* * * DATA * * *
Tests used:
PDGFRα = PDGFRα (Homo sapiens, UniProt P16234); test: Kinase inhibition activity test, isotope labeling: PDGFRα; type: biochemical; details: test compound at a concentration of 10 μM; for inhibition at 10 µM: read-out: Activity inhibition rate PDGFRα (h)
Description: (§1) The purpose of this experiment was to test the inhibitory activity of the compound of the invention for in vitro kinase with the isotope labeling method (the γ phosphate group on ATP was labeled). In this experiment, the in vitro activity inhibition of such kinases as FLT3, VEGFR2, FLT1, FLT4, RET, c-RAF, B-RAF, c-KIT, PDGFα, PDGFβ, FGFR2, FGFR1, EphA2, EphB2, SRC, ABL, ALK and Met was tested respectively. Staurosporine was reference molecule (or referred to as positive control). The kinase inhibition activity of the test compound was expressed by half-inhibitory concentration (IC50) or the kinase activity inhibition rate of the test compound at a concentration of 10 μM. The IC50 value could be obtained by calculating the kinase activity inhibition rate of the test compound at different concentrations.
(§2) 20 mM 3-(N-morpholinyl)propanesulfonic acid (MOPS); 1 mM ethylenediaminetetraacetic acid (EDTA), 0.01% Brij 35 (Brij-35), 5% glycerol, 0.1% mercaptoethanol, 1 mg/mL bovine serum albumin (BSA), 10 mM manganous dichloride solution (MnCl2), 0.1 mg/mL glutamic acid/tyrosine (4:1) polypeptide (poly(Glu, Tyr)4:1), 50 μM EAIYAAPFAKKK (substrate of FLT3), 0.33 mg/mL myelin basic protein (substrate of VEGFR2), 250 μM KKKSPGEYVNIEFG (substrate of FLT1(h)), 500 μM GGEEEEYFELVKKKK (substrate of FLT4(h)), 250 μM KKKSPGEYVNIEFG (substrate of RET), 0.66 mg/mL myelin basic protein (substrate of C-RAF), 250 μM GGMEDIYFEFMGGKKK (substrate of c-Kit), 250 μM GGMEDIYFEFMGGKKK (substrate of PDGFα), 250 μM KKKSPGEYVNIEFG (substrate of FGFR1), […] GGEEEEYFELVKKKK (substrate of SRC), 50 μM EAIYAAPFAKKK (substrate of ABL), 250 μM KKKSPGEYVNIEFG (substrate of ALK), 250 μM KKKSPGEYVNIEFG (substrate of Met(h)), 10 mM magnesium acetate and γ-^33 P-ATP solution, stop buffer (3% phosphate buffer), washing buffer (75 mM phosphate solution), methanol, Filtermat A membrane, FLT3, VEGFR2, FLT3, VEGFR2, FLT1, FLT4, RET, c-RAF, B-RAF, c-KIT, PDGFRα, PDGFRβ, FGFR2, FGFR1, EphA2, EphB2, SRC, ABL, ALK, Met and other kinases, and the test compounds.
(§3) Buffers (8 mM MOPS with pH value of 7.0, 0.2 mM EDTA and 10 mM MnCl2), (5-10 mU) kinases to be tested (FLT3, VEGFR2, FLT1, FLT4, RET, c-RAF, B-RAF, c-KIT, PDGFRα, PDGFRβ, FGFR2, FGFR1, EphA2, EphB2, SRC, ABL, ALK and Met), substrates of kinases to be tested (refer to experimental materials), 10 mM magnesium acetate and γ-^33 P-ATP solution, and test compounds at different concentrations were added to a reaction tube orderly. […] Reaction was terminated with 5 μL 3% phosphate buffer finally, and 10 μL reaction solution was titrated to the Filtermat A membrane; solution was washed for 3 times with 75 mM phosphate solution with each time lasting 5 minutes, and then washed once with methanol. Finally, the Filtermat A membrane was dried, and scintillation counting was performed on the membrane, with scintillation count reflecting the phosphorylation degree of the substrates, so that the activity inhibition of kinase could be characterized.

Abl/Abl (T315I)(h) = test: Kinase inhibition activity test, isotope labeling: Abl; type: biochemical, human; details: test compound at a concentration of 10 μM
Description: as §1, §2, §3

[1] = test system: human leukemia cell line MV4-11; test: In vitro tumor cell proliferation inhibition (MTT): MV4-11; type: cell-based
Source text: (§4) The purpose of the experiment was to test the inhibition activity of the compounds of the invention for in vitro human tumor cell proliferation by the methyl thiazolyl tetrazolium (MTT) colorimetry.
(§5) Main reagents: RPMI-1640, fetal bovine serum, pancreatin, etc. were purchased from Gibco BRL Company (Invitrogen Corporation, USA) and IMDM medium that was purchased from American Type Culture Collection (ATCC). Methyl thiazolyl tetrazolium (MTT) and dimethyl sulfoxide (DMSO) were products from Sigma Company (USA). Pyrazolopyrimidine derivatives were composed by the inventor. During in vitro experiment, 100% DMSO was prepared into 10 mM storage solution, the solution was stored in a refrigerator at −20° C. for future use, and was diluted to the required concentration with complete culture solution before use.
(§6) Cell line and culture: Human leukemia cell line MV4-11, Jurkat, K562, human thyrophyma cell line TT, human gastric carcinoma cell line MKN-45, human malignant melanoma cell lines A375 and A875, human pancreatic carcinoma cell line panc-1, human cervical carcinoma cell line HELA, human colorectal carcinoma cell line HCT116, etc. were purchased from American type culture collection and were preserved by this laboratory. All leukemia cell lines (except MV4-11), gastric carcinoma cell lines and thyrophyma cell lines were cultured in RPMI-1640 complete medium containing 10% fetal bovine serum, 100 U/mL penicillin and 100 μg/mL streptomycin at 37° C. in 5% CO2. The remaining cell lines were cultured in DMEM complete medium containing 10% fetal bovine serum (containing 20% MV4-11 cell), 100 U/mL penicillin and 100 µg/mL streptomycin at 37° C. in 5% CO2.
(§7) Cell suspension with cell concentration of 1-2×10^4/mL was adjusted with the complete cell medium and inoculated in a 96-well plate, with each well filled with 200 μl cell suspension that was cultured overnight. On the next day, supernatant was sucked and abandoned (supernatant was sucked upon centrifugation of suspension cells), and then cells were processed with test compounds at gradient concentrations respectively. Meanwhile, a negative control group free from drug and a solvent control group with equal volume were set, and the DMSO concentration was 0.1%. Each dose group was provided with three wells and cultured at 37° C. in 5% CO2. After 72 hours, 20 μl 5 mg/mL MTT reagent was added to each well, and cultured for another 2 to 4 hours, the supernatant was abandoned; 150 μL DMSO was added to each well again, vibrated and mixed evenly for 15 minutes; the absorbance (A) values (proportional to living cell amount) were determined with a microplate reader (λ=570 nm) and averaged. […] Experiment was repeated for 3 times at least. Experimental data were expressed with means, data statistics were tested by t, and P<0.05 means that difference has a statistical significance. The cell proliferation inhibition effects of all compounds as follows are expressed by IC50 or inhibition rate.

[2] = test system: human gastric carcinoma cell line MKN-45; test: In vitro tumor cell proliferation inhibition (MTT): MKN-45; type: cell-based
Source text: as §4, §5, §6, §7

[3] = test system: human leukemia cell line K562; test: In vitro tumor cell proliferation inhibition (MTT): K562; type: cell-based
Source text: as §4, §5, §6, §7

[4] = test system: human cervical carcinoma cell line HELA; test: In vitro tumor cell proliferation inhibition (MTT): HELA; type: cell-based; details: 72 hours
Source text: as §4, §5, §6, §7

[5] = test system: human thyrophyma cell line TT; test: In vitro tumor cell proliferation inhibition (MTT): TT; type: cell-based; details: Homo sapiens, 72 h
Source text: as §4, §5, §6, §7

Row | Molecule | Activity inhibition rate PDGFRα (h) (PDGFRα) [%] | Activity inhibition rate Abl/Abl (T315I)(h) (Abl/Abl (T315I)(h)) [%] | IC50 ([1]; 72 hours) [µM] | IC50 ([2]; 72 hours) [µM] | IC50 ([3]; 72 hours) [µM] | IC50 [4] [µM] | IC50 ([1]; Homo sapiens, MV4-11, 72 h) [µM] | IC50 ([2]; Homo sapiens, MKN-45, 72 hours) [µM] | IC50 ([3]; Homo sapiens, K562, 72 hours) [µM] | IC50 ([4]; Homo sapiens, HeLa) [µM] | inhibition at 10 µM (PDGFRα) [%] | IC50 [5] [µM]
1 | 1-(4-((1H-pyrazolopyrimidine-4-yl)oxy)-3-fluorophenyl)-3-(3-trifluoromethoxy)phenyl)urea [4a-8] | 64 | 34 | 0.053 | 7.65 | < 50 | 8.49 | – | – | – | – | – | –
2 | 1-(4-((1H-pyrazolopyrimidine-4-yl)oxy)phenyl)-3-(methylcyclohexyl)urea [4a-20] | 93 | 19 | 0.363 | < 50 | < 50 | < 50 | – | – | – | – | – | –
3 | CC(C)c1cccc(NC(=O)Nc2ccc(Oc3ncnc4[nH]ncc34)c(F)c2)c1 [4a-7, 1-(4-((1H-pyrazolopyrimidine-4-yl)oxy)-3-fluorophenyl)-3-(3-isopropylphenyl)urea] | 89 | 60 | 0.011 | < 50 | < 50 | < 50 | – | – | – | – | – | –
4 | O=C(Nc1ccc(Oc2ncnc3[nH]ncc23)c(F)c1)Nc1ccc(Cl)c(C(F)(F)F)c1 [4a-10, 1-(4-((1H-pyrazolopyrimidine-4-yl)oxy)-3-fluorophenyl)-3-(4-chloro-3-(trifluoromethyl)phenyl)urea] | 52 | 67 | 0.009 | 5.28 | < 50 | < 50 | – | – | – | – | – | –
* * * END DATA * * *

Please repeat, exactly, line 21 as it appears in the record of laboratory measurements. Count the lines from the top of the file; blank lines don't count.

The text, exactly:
Row | Molecule | Activity inhibition rate PDGFRα (h) (PDGFRα) [%] | Activity inhibition rate Abl/Abl (T315I)(h) (Abl/Abl (T315I)(h)) [%] | IC50 ([1]; 72 hours) [µM] | IC50 ([2]; 72 hours) [µM] | IC50 ([3]; 72 hours) [µM] | IC50 [4] [µM] | IC50 ([1]; Homo sapiens, MV4-11, 72 h) [µM] | IC50 ([2]; Homo sapiens, MKN-45, 72 hours) [µM] | IC50 ([3]; Homo sapiens, K562, 72 hours) [µM] | IC50 ([4]; Homo sapiens, HeLa) [µM] | inhibition at 10 µM (PDGFRα) [%] | IC50 [5] [µM]